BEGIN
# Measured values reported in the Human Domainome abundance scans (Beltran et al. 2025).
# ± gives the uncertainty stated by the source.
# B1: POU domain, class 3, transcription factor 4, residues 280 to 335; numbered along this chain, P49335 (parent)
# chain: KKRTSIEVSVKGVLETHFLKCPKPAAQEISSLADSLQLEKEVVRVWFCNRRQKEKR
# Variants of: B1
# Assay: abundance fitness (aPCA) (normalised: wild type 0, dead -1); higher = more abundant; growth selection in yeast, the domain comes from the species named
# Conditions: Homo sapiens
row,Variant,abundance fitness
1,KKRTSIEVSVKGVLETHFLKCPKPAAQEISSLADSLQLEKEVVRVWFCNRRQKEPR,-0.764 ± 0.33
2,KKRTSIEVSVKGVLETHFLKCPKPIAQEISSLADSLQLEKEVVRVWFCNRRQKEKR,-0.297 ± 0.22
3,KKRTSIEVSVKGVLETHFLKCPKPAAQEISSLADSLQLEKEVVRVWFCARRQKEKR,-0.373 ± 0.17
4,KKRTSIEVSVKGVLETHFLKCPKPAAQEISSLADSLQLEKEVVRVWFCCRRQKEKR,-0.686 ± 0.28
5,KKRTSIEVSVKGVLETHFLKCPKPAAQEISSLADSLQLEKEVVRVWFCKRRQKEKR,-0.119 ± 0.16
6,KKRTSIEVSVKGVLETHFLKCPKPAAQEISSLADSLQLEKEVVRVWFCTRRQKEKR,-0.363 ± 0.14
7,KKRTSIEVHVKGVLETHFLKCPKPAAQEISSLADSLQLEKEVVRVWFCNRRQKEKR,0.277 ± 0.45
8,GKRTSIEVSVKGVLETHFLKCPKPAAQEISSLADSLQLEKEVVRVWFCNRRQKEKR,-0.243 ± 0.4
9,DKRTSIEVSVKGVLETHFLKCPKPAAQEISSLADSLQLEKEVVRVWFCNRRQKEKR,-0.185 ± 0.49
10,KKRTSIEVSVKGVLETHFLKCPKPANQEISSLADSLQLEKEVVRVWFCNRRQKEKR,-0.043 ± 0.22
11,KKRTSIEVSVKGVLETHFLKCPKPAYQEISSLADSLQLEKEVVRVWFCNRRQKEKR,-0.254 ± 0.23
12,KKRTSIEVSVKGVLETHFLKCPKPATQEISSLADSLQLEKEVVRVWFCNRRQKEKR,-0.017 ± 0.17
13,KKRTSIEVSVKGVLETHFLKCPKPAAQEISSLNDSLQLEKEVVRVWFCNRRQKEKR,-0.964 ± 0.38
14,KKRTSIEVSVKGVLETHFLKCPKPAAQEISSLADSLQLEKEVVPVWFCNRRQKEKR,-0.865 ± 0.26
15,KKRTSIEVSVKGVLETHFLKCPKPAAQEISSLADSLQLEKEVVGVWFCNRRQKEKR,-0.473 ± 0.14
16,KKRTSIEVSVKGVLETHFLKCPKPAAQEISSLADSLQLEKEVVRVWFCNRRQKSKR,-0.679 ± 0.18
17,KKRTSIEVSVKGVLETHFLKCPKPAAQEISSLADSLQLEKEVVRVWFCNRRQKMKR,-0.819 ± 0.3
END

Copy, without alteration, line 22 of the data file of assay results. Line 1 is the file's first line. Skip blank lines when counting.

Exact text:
14,KKRTSIEVSVKGVLETHFLKCPKPAAQEISSLADSLQLEKEVVPVWFCNRRQKEKR,-0.865 ± 0.26